April arrives at Will's. She's carrying an overnight bag, because she plans on spending the night. Purely in the interests of deciding if she wants to rent his apartment, of course. No ulterior motive whatsoever. Will isn't so comfortable, but April disclaims any interest in a hook-up. She's just feeling a little lonely and would like to sleep in a house that has somebody else in it. Will can sympathize. He tells April she can stay, but only on the couch, and liquor cabinet is off limits. April doesn't need his dusty booze -- she brought her own bottle of wine. She is getting fancy -- wine in a bottle instead of a box. I guess that's what you get with strip mall money. As Will is getting sheets and things for April, she's putting a CD in the stereo. As Will goes off to his bedroom, the music starts to play. April takes her coat off, revealing that she was wearing her nightie underneath it. And nothing else. And then she launches into a medley of "One Less Bell to Answer" and "A House is not a [sorry, Cheno, I just won't type it]." (I think this is the same medley recorded by Barbra in 1971, but someone gayer than me will have to confirm that.) Will joins in on the second verse. They move around their respective spaces, getting ready for bed. At one point, Will comes out of the bedroom to tuck April in and kiss her on the forehead. And you think the song is done, but they keep on singing. This song is basically the entire third act of the episode. As the song turns to "A House is not a [not in a million years]," April gets off the couch and walks into Will's darkened bedroom, crawling into bed with him. But no hanky panky. They just sing and hold hands. For reals. And damn, those two sound good singing together.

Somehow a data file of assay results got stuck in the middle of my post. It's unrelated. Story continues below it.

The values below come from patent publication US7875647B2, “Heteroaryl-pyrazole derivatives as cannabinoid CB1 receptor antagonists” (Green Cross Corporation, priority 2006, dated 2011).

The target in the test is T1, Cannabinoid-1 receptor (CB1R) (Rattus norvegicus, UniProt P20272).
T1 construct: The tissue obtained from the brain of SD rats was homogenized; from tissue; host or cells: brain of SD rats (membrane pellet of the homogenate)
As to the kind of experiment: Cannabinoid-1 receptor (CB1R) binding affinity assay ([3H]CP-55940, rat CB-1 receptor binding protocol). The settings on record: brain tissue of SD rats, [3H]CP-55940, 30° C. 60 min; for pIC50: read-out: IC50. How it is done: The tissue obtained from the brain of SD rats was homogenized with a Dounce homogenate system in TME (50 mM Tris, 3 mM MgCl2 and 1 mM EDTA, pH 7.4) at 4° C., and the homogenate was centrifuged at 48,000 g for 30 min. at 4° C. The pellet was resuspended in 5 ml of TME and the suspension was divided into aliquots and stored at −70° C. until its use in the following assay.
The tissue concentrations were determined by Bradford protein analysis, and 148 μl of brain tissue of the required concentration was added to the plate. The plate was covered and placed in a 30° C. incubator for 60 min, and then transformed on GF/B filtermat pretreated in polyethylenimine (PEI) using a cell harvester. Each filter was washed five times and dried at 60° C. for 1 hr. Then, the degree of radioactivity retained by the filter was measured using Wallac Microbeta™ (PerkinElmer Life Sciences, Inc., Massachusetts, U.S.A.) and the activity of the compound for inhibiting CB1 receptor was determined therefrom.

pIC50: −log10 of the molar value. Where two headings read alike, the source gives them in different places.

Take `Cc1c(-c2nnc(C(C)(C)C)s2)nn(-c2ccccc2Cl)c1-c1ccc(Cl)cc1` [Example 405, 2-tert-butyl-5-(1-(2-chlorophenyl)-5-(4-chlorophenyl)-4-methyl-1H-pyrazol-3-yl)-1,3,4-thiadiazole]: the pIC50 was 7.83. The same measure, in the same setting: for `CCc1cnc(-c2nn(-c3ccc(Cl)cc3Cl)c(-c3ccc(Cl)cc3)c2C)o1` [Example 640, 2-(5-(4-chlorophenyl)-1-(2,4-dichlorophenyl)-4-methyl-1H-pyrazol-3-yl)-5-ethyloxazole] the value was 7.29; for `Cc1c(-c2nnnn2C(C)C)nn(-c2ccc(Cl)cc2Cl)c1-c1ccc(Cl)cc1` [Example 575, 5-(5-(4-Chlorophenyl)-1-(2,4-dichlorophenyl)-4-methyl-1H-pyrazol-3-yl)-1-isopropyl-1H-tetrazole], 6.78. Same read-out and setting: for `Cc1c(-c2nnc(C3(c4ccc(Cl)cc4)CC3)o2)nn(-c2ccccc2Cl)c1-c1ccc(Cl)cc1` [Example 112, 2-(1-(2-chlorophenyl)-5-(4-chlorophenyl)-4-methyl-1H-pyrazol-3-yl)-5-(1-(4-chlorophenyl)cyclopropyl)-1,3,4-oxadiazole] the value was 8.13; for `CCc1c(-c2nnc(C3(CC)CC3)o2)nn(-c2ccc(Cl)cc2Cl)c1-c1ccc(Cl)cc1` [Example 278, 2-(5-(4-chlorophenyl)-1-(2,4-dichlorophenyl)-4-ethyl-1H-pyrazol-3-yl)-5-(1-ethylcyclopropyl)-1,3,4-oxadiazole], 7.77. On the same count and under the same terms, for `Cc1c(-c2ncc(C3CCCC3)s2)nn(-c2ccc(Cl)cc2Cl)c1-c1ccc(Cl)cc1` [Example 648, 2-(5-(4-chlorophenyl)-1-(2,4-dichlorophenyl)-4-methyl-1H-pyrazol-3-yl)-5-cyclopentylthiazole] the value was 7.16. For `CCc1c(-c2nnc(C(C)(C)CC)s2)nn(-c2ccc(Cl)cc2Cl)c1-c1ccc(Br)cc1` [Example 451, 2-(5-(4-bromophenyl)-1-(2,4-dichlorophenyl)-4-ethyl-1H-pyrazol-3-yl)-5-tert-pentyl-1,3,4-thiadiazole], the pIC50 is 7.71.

Breadsticks restaurant. The Hummel-Hudson clan is having their first meal together. Burt and Carol sit on one side of the table while Kurt and a very glum Finn sit on the other side. Kurt makes a preposterous toast, comparing the merging of their two families with the first meeting of the Bouviers and the Kennedies. Wait a minute, Selma never married a Kennedy. A Terwilliger, a Hutz, a McClure, a Stu, and a Simpson. But never a Kennedy. Really, if the writers can't be assed to do some basic research, I don't know why I bother. Kurt refers to the gathering as "our little family," and Finn mutters that they are not a family. Burt is, as you would expect, completely wonderful here. He totally gets that Finn is uncomfortable, and he goes out of his way to make this a casual dinner rather than some momentous occasion. And he pretty quickly pulls Finn out of his shell with talk of sports. It takes about ten seconds for Kurt to become insanely jealous.